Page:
is the protection of the public.

(4A) The pursuit by the Council of its over-arching objective involves the
pursuit of the following objectives—

(a) 25to protect, promote and maintain the health, safety and well-
being of the public;

(b) to promote and maintain public confidence in the professions
regulated under this Order; and

(c) to promote and maintain proper professional standards and
30conduct for members of those professions.

(3) In article 26 (the Investigating Committee), after paragraph (6) insert—

(6A) In deciding whether to act under paragraph (6)(a) or (b)(i), the
Investigating Committee (or any panel by which a function under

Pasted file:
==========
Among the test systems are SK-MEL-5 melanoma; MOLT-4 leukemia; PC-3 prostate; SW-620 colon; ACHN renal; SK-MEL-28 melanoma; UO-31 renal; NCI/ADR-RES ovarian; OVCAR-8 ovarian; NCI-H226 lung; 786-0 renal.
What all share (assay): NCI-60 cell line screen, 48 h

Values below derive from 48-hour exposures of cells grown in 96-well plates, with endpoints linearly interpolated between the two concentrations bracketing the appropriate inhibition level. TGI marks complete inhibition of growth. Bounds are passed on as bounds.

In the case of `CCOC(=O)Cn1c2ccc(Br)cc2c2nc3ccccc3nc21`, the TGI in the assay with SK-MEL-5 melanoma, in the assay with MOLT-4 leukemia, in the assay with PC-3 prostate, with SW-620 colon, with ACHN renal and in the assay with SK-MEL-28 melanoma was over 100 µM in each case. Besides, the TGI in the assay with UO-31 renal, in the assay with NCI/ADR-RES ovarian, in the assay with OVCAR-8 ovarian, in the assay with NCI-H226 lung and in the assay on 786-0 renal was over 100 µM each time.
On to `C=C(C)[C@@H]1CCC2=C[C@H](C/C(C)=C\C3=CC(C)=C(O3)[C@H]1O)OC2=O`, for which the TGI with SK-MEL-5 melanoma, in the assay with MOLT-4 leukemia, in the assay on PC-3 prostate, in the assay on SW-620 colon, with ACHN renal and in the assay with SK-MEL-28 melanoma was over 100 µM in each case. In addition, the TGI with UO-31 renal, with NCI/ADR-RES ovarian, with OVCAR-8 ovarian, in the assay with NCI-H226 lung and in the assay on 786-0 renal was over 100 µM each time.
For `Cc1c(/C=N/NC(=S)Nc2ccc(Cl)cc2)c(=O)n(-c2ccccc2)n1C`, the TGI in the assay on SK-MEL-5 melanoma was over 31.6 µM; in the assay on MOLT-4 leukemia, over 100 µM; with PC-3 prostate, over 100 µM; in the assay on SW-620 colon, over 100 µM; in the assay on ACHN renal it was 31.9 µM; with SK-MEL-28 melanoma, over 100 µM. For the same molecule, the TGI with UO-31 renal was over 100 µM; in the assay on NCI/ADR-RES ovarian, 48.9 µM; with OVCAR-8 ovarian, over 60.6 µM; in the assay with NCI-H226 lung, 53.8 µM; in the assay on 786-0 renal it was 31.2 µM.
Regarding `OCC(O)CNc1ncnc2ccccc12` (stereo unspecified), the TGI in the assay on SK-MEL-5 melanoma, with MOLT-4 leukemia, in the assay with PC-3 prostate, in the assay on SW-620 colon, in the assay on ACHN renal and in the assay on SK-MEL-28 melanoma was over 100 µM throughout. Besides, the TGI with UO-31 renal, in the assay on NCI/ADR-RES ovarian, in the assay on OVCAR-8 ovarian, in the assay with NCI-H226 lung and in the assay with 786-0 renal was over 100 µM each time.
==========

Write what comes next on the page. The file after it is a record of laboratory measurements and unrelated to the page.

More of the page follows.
that paragraph is exercisable as mentioned in paragraph 17(1A) of
35Schedule 1) must have regard to the over-arching objective of the
Council under article 3(4) (read with article 3(4A)).

(4) In Schedule 1, in Part 2 (statutory committees of Nursing and Midwifery
Council), after paragraph 18(10) insert—

(10A) In exercising a function under article 27, 29, 30 or 33, the Conduct
40and Competence Committee (or any panel by which the function
is exercisable as mentioned in paragraph 17(1A) of this Schedule)
must have regard to the over-arching objective.

(10B) In exercising a function under any of articles 28 to 30 and 33, the
Health Committee (or any panel by which the function is
45exercisable as mentioned in paragraph 17(1A) of this Schedule)
must have regard to the over-arching objective.